Ahmed Sabry
The history of the destruction of architecture
Dear Ahmed, The points you are raising are logical reasons that show that destruction goes hand in hand with building. Destruction in the cases you mentioned can be looked at as parallel activity to building. Thanks for your examples.
Ashraf Salama
The history of the destruction of architecture
As I understand it, the rise of the conservationist/ preservationist movement in the United States can be tied to urban renewal and in particular the destruction of Pennsylvania Station in New York City. That building was dear to many people, but I wonder if the despair over its destruction is heightened by general dislike for its replacement, the unremarkable Penn Station. In any case, there are a number of city specific publications, such as "Lost Boston" and "Lost New York" which take a sentimental view of what is no longer here. My sense is that in the US we have few buildings of much age, so we venerate what is there, sometimes regardless of quality or value.

I would be interested to learn what might have led to preservation movements in other countries/cultures in an effort to understand why knowing this destruction is, as I belive, an important part of becoming an architect.
Michael Ramage
The history of the destruction of architecture
Dear Ashraf,

I agree with you that our knowledge about sustainable architecture is very limited. A lot more research, studies, experiments, explorations and learning is needed to address the issues that challenge the profession of architecture. As part of the argument that you have put forth, it would also require destruction of unsustainable architecture! Now, that would shock us all beyond belief, since most of the modernist architecture has been unsustainable! Therefore, the better way would be to compete, collaborate and co-exist over a period of time and allow the process of change to evolve a more sustainable architectuere through active participation of citizens and communities.

By saying that sloping roof is irrational, Adolf Loos, created a new wave that would have wiped out all the European villages and towns having building with sloping roofs!

By proposing a new vision of Paris, Le Corbusier proposed destroying the heart of the city to create his dream of new Paris with a few skyscrappers and lots of greens. He also proposed similar schemes for other cities too. Imagine if such an approach was followed world wide, we would not have any heritage of urban architecture left in the world.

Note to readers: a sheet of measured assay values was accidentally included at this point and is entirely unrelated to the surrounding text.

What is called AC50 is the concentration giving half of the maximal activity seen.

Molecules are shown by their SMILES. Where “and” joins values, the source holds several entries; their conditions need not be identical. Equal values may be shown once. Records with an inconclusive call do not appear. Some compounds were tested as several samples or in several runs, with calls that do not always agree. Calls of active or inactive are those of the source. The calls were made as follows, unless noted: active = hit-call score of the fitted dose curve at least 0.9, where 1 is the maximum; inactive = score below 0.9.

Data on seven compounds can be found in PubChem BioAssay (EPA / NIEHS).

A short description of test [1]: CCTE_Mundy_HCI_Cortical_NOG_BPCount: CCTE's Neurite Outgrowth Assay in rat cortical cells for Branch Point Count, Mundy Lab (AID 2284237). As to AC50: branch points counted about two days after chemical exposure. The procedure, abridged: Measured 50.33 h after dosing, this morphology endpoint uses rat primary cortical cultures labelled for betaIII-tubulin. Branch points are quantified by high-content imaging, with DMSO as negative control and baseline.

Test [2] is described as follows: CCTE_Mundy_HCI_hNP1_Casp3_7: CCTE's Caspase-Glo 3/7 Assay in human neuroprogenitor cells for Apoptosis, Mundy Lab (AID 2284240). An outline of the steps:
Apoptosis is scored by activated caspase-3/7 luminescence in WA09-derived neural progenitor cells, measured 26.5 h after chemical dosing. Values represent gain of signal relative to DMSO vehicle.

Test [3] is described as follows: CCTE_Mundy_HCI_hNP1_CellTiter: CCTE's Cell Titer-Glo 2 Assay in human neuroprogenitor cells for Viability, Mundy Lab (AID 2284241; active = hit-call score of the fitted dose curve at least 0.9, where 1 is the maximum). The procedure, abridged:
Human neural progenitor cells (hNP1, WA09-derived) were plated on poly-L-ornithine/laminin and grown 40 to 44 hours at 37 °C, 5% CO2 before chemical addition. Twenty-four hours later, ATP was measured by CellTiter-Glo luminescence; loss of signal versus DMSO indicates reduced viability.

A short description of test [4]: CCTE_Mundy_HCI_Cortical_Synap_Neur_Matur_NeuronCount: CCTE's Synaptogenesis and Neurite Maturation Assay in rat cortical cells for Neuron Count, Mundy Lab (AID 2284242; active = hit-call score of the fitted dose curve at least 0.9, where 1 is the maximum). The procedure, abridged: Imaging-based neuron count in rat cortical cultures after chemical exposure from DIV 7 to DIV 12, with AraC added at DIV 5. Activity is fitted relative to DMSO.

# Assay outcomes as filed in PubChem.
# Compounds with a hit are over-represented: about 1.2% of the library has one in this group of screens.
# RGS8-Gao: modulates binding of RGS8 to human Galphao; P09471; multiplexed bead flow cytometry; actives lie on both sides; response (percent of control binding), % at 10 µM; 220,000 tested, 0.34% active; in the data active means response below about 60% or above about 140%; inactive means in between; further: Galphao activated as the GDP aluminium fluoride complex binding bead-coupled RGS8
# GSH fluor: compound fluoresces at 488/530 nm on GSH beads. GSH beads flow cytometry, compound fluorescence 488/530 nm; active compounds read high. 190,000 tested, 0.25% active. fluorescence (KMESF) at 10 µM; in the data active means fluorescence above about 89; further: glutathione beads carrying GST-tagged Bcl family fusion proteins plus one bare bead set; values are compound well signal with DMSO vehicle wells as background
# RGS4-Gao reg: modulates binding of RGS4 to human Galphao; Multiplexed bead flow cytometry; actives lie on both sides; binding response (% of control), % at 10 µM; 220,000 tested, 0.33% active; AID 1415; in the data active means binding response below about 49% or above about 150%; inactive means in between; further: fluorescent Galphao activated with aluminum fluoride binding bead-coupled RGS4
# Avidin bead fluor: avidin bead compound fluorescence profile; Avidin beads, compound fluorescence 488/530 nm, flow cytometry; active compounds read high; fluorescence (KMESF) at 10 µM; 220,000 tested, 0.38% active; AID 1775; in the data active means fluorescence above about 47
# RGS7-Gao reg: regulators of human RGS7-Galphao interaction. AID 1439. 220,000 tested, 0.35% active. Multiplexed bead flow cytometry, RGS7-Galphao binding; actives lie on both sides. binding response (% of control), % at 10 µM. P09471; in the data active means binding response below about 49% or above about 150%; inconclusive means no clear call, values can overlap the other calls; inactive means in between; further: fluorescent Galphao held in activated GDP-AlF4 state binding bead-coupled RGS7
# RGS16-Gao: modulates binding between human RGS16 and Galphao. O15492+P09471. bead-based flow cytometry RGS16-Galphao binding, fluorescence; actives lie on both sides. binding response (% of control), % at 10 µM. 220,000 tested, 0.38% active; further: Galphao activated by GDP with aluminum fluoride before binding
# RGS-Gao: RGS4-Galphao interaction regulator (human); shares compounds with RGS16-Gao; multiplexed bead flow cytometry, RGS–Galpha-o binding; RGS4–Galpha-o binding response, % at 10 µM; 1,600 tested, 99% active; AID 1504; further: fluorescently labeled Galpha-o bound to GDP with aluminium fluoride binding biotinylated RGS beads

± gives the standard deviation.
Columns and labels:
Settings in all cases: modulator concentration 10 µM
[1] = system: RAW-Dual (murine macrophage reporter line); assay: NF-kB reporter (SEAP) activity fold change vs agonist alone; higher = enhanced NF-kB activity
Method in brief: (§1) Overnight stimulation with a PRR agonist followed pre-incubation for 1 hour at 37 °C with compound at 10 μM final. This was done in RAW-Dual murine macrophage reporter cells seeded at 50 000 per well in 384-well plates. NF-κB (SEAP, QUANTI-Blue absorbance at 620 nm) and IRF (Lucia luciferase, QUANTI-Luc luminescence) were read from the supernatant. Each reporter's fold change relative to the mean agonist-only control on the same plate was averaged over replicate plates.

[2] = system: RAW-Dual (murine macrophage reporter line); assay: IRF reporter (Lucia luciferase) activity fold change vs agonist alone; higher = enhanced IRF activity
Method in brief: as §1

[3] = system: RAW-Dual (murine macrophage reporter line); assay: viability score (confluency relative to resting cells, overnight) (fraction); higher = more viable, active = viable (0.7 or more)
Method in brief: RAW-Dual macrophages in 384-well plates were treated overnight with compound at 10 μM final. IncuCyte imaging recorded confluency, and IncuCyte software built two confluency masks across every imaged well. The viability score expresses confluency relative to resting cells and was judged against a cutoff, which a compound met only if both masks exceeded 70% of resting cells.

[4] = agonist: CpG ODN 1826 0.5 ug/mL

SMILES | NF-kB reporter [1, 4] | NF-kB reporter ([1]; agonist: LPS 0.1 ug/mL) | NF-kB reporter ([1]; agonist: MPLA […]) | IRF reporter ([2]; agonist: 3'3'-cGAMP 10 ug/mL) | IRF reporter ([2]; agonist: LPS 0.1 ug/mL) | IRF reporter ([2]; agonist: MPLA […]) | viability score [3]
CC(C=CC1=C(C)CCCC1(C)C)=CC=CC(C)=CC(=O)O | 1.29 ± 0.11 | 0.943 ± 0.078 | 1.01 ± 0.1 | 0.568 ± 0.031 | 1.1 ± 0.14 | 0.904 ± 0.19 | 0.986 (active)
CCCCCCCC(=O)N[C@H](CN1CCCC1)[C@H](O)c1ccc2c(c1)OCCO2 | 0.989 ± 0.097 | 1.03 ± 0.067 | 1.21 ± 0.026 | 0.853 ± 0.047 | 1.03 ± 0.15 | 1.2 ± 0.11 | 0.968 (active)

By adopting a Charter at Athens, a few architects and planners redefined the patterns of urbanisation. While applying the priniciples, technocrats chose only a few of these norms for application and perhaps some critical ones were ignored. These norms were applied in many a city without much concern for its context, culture and environment. The result was destruction of a lot of urban fabric and loss of urban space. The functionalist cities, with CBDs marked by commercial and residential towers, lack of affordable housing, urban sprawl, distant work places and too much of travelling. The net effect was some pockets of economic growth accompanied by social tension, destruction of communities, alienation, ill health, pollution and questionable quality of life.

So the question is how do we learn from these experiences, success / failures and achievements / mistakes?

How to identify what should be destroyed? How much to destroy? Where to destroy ? Who shall be responsible for the decision? How the process of destruction shall be carried out? Who shall monitor and evaluate the process of destruction? How to trace the history of such a destruction?

The issues need to probed critically, systematically and wholistically. The society and architects would have to shift from being egocentric to a more ecofriendly, humanistic,socially responsible, innovative, sustainable, wholistic philosophy and practice. In order that this does not remain an utopia, we need to have on-going programmes of research, studies, experimentation, exploration and re-educating architects and the society in humane and sustainable architecture. Architecture as a meaningful profession can survive only if it addresses these issues. Or else, the forecast of Tafuri, of the inevitable demise of architecture as a profession, may come true!

with warm regards,
Akhtar Chauhan
The history of the destruction of architecture
Great Postings Akhtar, and in fact I feel that I raise a problem and you provide panacea and remedies to it.

One of the questions that I was trying to raise in one my earlier posting is: should we consider the destruction of architecture as part of the "history courses" taught to students of architecture, and how the "history of architecture" as a field of study can be more inclusive?? Would you have a say or argument on this. I am not talking about a specific region or country, just in general terms.